Innovations in delivery systems

Tespo, Güdpod take different tacks to connect to end users

By Hank Schultz contact

- Last updated on GMT

Tespo says it is close to launching an updated version of its table top device.  Tespo photo.
Tespo says it is close to launching an updated version of its table top device. Tespo photo.

Related tags: personalized nutrition, delivery formats, Delivery modes

Two innovators of delivery systems based on table top devices are moving in different directions in their quest to connect to consumers. Tespo is harnessing data in a drive to become more connected with end users at home, while Güdpod is focusing on where people work.

The main delivery mode of supplements is capsules and tablets—pills—and ‘pill fatigue’ is an oft mentioned barrier in the supplement field.  Some older consumers say they have trouble swallowing pills and many complain of having to take too many every day in order to comply with some supplementation regimens.

Both companies began as ways to get around this issue while offering convenience and at the same time driving compliance.  Tespo’s device features preloaded ‘wheels’ that fit into the device, with each cell holding a day’s dose of powdered dietary ingredients that are mixed in water and dispensed into a cup. 

Güdpod’s device loads the active ingredients into pods that also act as their own mixers.  The offerings include energy drinks, protein powders and multivitamins to be mixed into juice, milk or water.

Fits and starts

Both companies have had fits and starts finding their sweet spot in the market.  They are inherently more expensive than buying those humdrum pills off the shelf, and it has been something of an uphill battle selling consumers on the benefits.

Tespo CEO Ted Mills said true innovation is very difficult and fraught with opportunities to make mistakes.

“It’s a lonely place being an innovator in the white space we find ourselves in because there’s no playbook,”​ he said.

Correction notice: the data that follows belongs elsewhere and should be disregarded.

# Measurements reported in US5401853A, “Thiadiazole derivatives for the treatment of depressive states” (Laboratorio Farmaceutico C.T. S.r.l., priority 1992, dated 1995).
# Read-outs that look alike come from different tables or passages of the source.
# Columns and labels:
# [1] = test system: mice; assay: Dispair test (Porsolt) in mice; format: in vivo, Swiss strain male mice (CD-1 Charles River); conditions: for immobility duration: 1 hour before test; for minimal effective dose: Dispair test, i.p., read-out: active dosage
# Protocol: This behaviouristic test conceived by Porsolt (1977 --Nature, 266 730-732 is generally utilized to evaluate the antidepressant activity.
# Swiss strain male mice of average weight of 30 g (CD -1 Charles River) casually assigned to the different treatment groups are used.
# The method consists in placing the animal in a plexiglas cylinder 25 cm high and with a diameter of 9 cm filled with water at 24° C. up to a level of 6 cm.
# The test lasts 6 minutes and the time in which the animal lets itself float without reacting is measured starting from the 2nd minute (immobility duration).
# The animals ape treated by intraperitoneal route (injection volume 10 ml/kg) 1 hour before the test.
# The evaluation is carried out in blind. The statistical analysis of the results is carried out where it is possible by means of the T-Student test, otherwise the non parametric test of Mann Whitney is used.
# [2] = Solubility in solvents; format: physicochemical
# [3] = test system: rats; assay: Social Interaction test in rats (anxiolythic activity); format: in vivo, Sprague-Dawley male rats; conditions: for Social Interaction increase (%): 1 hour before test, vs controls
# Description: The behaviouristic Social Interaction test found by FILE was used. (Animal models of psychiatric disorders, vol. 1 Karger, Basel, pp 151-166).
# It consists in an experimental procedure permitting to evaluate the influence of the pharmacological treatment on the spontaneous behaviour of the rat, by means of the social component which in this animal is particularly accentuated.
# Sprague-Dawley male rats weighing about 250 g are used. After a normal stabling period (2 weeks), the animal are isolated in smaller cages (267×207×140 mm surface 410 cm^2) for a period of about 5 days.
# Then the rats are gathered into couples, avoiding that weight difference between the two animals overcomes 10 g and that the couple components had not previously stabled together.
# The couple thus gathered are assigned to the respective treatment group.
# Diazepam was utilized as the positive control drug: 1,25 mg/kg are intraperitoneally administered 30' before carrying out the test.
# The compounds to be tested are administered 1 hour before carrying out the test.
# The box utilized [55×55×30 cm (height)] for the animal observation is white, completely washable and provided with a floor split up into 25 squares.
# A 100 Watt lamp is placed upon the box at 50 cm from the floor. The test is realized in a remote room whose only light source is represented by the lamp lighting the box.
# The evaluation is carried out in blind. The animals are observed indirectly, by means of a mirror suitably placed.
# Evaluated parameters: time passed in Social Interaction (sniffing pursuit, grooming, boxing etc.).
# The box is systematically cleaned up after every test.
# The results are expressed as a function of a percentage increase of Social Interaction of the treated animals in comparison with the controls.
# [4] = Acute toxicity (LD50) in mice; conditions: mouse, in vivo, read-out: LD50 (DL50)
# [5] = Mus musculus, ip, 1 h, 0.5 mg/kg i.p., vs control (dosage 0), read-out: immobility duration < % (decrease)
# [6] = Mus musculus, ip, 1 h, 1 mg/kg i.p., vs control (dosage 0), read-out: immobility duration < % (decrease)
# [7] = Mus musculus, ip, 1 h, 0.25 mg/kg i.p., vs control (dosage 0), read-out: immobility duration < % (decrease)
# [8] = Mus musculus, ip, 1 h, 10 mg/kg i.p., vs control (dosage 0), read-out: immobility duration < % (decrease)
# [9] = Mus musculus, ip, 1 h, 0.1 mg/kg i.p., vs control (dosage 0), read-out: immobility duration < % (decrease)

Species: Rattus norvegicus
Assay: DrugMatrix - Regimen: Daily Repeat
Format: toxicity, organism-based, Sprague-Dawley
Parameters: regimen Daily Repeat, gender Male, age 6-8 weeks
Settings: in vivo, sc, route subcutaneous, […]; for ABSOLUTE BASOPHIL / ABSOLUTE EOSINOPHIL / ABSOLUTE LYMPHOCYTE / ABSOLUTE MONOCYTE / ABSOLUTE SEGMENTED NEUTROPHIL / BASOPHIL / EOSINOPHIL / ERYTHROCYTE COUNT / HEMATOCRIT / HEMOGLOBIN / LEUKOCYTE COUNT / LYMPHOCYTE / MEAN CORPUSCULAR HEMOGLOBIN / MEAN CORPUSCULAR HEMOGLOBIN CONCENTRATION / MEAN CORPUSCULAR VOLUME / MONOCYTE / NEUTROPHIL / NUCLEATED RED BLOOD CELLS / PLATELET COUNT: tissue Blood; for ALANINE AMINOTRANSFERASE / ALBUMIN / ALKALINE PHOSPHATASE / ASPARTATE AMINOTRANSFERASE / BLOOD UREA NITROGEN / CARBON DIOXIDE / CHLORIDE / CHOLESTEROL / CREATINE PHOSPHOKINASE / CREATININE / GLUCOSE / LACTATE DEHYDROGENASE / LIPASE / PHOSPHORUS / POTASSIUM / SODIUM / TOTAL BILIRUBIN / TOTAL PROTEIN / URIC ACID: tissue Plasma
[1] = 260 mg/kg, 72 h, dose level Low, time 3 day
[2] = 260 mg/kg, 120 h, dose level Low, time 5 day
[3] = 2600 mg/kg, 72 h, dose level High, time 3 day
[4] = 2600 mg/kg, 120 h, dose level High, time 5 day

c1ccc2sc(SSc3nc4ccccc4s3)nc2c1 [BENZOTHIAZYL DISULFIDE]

After a couple of false starts trying to launch a branding program with established names in the supplement business Mills said the company has shifted gears and is going all in on the big data aspect of the business.

Transforming to digital health

“We are transitioning into becoming a digital health company,”​ Mills told NutraIngredients-USA. “We are investing pretty heavily in technology.  We are acquiring a statistics platform and that is really going to accelerate the way we can use our mobile app.  By June we will roll out a new version of our app and of our dispenser,”​ he said.

Mills said the connectivity of the new platform will be a strong point, and will help sell the idea to practitioners.

“There are all these devices out there generating data from Apple, FitBit, Google and others.  We will be able to correlate those inputs by the minute, and connect with people  who care about these biometric outputs and actual adherence to a supplementation regimen,”​ Mills said.

Interest on consumer electronics front

Mills said the company was invited to present at the recent CES (Consumer Electronics Show) last month in Las Vegas.  The company’s presentation about a pilot trial connecting the device, the app and measurements of sleep quality via a Fitbit device generated a lot of interest, he said.

“We are really focusing on the digital health explosion and making sure we are experts at tracking everything that is going into the human body.  Our current partners don’t view us as a supplement company but more of a digital health company,”​ he said.

Mills said the ability to track compliance and health outcomes right into the home will be of interest to health care providers.  And he said insurance companies are interested, too, and approached Tespo at CES to look at how the costs associated with the device could be reimbursed through insurance plans or through Medicare.

Güdpod follows trail of K cups

In the case of Güdpod, Gian Carlo Ochoa, PhD, the company’s founder and chief innovation officer said the plan is to follow the lead of a company’s that’s already had success with a pod delivery system—Keurig.

“We basically took a page out of that playbook,”​ Ochoa said. “They launched in offices before they went straight to the consumer. We hired Miguel Gonzalez who launched the office brewing arm of Keurig.”

“We’ve had great success launching this with some big high tech companies,”​ he said. “Employers offer it to their employees as part of their wellness programs.”

The dispenser is being marketed to offices with three basic products in various flavors.  One is  whey protein shake with caffeine, another is a greens drink with kale and spirulina and the third is a ‘Satisfy’ product that acts as a healthy snacking option.

“For employers it’s part of keeping their employees happy and healthy.  In the office we have a captive audience and we can command a higher price,”​ he said.

Ochoa said broader retail distribution and a partnership with a nationally known organic brand are in the company’s future.

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